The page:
BEAUTIFUL The Carole King MusicalBook by Douglas McGrath
Words and Music by Gerry Goffin & Carole King, Barry Mann & Cynthia Weil
AT&T Performing Arts Center
Sarah Bockel as Carole King
Dylan S. Wallach as Gerry Goffin
Alison Whitehurst as Cynthia Weil
Jacob Heiner as Barry Mann
James Clow as Don Kirshner
Suzanne Grodner as Genia Klein
Ben Biggers, Darius Delk, John Michael Dias, Leandra Ellis-Gaston, Kaylee Harwood, Willie Hill, Alia Hodge, James Michael Lambert, Harper Miles, Dimitri Joseph Moise, Aashley Morgan, Deon Releford-Lee, Paul Scanlan, Avery Smith, DeAnne Stewart, Danielle J. Summons, Alexis Tidwell, Elise Vannerson
Directed by Marc Bruni
Choreographed by Josh Prince
Music Director -- Susan Draus
Production Stage Manager -- Joel Rosen
Music Coordinator -- John Miller
Scenic Design by Derek McLane
Costume Design by Alejo Vietti
Lighting Design by Peter Kaczorowski
Sound Design by Brian Ronan
Wig and Hair Design by Charles G. LaPointe
Make-Up Design by Joe Dulude II
Associate Director -- Shelley Butler
Associate Choreographer -- Joyce Chittick
Orchestrations, Vocal and Music Arrangements -- Steve Sidwell
Music Supervision and Additional Music Arrangements -- Jason Howland
Conductor/Keys – Susan Draus
Assoc Conductor/Keys Aaron Benham
Drums – Larry Steppler
Guitar 1 – Oscar Bautista
Local Musicians – Jeff Lankov, Sam Walker, Paul Unger, Drew Lang, Joe Eckert, Jim Pritchard, Keith Jourdan, Jon Hinton, Mary Medrick.
Reviewed Performance: 6/18/2019
Reviewed by Stacey Upton, Associate Critic for John Garcia's THE COLUMN
Based on King’s life and music, “Beautiful” is a fun and emotionally moving retro journey that starts in the late 1950s when Brooklynite Carole bucks her mother’s wish for her to be a teacher by selling her first song to mogul Don Kirshner (played with great ear for getting the laughs by James Clow) at the Brill Building, which at the time was the epicenter for youth pop records. One of the early numbers of this play, “1650 Broadway Medley” showcases the incredible fast-moving two-story modular set that slides the action along at a rapid pace and also shows off a creative staging and direction by Marc Bruni that kept this musical hopping along at light speed. It also showcased the uber-talented ensemble, who took turns having their moments in the spotlight, each with superb clear vocals. It is here in the iconic midtown Manhattan building that Carole and her young husband Gerry Goffin meet up with the couple with whom they will become best friends and best rivals with – Barry Mann and Cynthia Weil.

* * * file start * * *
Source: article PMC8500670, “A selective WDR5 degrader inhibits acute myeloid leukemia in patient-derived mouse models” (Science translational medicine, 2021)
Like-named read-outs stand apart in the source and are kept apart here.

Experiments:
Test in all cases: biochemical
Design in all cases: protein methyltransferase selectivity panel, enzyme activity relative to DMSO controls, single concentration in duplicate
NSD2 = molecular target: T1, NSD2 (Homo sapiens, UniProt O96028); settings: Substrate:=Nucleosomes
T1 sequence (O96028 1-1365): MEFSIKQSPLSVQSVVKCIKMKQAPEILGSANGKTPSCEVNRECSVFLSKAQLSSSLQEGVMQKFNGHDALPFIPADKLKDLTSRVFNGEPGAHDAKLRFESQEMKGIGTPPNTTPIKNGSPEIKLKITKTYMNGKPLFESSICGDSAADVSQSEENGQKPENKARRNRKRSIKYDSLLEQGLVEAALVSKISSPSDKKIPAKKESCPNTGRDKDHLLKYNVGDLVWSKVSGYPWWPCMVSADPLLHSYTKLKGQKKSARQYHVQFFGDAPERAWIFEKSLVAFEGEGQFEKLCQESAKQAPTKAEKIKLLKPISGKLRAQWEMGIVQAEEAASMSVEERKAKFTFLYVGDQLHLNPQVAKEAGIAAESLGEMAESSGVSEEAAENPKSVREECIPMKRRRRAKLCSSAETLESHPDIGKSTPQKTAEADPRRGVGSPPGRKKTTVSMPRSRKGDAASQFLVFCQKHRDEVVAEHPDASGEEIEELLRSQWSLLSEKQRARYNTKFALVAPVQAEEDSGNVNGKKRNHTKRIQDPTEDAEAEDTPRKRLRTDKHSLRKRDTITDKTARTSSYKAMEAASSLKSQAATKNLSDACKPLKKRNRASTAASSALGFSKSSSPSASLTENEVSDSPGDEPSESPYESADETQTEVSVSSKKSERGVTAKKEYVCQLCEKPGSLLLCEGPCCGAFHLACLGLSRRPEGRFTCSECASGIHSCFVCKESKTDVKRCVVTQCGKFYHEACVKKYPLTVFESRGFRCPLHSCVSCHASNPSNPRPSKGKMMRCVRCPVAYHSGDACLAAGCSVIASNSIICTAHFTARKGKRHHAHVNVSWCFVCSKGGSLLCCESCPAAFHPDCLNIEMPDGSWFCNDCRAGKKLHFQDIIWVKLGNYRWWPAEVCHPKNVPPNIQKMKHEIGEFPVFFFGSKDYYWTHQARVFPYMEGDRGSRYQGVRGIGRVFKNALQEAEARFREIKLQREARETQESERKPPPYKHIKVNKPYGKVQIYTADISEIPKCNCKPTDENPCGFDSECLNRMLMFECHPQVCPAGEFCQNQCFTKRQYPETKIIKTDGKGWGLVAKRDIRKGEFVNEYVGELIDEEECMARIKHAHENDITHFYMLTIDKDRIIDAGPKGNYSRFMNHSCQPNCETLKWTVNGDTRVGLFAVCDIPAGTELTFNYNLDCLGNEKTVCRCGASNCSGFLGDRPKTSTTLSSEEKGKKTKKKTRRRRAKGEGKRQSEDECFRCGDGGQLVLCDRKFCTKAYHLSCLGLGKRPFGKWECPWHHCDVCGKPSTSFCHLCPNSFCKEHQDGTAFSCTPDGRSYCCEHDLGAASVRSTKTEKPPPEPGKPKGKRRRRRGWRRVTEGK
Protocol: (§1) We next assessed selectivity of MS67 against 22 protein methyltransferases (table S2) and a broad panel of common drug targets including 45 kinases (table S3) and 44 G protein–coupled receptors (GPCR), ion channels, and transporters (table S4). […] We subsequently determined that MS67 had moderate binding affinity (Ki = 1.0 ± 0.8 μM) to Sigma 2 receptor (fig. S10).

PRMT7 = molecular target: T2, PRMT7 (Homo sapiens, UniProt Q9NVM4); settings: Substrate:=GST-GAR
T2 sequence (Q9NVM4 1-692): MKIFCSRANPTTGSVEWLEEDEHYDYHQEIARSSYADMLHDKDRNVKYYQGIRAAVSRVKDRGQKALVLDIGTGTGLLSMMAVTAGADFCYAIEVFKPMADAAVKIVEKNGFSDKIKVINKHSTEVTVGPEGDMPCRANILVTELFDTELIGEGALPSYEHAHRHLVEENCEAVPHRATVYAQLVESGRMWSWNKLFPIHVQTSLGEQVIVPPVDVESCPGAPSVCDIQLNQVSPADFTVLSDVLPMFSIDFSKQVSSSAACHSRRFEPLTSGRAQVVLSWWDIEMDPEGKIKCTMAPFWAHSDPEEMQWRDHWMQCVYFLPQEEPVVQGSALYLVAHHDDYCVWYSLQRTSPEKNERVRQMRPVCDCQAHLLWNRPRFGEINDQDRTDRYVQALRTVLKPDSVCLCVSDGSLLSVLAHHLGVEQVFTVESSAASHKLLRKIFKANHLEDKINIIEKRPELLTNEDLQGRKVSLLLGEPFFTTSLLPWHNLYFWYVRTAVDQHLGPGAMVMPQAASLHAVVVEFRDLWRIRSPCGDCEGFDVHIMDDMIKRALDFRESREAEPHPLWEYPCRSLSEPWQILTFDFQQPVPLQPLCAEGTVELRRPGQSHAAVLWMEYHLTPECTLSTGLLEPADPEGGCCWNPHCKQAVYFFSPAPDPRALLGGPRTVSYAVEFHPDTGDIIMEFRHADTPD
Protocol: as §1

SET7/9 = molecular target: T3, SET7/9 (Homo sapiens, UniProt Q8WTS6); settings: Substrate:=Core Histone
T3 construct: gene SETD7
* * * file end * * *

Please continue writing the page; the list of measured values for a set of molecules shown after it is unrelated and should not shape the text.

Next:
This smart set-up of having not just one, but two composer/lyricist couples to follow as their careers bloom allows this musical to cull from an astonishing array of pop classics. These include “Up on the Roof,” “One Fine Day,” and the incredible “Will You Still Love Me Tomorrow” by King and Goffin as well as Mann/Weil hits such as “On Broadway,” “You’ve Lost that Loving Feeling,” and “We Gotta Get Out of This Place.” A fun moment in this very entertaining musical is when King and her husband Gerry turn to their babysitter to find inspiration for who should sing their ‘train song’ that starts out; “Everybody’s doin’ a brand-new dance now, come baby do the…” “I have no idea,” replies the babysitter. “Come on, Little Eva, think!” It was hilarious, and led to a fantastic rendition of “The Loco-Motion” complete with dance moves straight out of an episode of “American Bandstand.” Little Eva was indeed the Goffin’s perky babysitter in real life, and ensemble member Alexis Tidwell shone in this iconic number.
As the musical enters its second act, a new sound led by Bob Dylan, the Beatles and the Stones is invading King and Goffin’s 3-minute song pop world, creating challenges for them that eventually lead to a break up, and something more – King finding the courage to sing her own songs. This of course led to the incredible album that all of us of a certain age played non-stop on our turntables, “Tapestry” with songs like “It’s Too Late,”“You’ve Got a Friend,” and the iconic anthem “(You Make Me Feel Like) A Natural Woman.”